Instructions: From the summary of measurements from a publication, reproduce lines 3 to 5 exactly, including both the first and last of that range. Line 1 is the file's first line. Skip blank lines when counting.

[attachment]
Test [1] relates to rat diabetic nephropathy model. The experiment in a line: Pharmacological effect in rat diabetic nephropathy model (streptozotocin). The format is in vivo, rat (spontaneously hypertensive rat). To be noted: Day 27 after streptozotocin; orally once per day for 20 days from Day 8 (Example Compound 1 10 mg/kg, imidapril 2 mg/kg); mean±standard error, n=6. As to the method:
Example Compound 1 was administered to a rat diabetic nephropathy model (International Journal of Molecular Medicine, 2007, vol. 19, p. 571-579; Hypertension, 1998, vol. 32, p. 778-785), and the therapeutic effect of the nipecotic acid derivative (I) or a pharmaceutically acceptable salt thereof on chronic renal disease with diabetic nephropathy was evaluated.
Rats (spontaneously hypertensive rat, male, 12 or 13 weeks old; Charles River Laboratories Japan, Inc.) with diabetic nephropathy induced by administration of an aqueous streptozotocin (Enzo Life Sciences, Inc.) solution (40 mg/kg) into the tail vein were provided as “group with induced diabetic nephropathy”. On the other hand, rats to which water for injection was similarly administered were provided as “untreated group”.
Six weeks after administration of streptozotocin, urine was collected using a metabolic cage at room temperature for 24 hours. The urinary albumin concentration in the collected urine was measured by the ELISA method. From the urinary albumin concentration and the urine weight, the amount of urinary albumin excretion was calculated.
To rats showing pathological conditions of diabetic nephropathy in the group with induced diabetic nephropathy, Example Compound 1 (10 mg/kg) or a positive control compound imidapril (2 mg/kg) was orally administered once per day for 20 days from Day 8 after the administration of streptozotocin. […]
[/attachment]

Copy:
Rats (spontaneously hypertensive rat, male, 12 or 13 weeks old; Charles River Laboratories Japan, Inc.) with diabetic nephropathy induced by administration of an aqueous streptozotocin (Enzo Life Sciences, Inc.) solution (40 mg/kg) into the tail vein were provided as “group with induced diabetic nephropathy”. On the other hand, rats to which water for injection was similarly administered were provided as “untreated group”.
Six weeks after administration of streptozotocin, urine was collected using a metabolic cage at room temperature for 24 hours. The urinary albumin concentration in the collected urine was measured by the ELISA method. From the urinary albumin concentration and the urine weight, the amount of urinary albumin excretion was calculated.
To rats showing pathological conditions of diabetic nephropathy in the group with induced diabetic nephropathy, Example Compound 1 (10 mg/kg) or a positive control compound imidapril (2 mg/kg) was orally administered once per day for 20 days from Day 8 after the administration of streptozotocin. […]